Digitalisation offers many opportunities for agriculture. It can help to increase the productivity and to use resources more efficient, but also to reduce the risks for environment and human health. The Institute for Application Techniques in Plant Protection conducts continuous and systematic research on the use of digital methods in agriculture.
New test methods for new types of agricultural equipment
Innovative application techniques such as methods for site-specific application, drones (UASS) and spraying robots require constant development of test methods. Evaluation parameters and test facilities have to adapt to enable the use in practice as well as the control of used equipment. New test methods must subsequently be harmonised internationally within the framework of standardization. In addition, efficacy and drift tests may be required for risk assessment during the authorisation process.
Digital tools for site-specific treatment
Digital technologies can help to improve the entire process of crop protection through decision support tools and automated documentation. Together with research partners, the institute is developing systems that support farmers in planning, preparing, implementing and documenting crop protection treatments. This allows to use pesticides more efficiently. All machine, weather and application data can be stored georeferenced and used for documentation purposes.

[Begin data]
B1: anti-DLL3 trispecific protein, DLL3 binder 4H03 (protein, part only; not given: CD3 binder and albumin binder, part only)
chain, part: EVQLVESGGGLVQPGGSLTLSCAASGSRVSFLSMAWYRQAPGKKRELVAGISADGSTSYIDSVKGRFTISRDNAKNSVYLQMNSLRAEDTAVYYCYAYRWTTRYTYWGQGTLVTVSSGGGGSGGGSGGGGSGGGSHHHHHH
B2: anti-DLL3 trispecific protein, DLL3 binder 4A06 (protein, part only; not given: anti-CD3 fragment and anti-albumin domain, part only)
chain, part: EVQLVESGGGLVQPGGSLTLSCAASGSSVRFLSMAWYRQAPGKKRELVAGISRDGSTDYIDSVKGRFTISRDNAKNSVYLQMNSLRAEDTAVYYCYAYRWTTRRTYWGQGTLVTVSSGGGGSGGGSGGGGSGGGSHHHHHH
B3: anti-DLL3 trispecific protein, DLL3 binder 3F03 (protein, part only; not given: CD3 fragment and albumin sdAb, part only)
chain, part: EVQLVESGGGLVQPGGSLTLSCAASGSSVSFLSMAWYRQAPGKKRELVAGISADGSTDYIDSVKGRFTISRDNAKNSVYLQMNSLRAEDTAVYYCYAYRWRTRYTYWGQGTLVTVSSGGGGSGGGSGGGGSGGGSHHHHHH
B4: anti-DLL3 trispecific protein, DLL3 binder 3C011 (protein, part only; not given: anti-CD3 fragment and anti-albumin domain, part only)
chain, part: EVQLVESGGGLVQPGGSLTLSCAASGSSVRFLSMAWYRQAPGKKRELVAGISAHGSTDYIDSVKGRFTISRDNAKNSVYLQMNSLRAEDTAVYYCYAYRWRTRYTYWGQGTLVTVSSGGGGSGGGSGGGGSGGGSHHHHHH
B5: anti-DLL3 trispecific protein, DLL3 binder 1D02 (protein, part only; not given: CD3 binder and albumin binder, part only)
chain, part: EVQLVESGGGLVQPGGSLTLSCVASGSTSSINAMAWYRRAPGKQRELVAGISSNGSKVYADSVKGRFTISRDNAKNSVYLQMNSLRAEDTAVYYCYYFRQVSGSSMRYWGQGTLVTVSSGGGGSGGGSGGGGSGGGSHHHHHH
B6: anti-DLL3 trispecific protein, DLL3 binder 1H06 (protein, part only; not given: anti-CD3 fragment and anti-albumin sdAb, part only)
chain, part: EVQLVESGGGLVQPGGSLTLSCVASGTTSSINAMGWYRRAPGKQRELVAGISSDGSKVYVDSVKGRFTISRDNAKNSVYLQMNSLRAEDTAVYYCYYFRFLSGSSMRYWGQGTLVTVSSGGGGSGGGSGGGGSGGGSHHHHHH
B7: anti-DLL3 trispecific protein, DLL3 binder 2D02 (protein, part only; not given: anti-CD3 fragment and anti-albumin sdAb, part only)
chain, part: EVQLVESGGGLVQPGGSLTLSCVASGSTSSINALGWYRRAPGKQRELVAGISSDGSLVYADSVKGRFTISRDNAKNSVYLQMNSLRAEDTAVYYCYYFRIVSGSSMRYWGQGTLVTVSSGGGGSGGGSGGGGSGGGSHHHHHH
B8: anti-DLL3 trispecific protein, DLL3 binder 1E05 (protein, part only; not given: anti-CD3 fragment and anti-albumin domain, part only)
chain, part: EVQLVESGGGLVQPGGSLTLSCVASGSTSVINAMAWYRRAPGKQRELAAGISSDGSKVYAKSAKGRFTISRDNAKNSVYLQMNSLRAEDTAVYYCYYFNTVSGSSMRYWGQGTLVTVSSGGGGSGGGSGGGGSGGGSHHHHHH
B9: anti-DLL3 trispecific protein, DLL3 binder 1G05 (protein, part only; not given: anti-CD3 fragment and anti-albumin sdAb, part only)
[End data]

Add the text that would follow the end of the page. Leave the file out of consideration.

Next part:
Spot Farming is a crop farming idea to implement sustainable intensification of crop production and at the same time a plant fitness program to make cropping systems more resilient to climate change. The goal is to produce more yield with fewer resources and make crops more resilient to weather extremes while also addressing social and environmental needs.
Spot farming focuses on three levels: the individual plant, the field crop, and the surrounding landscape.
Within these three levels, the spot farming seeks to optimize on four core issues. These are, in detail:
1. improved allocation of crops to site conditions
2. improved spatial and temporal management patterns
3. more efficient use of agrochemicals
4. strengthening functional structures in the agricultural landscape.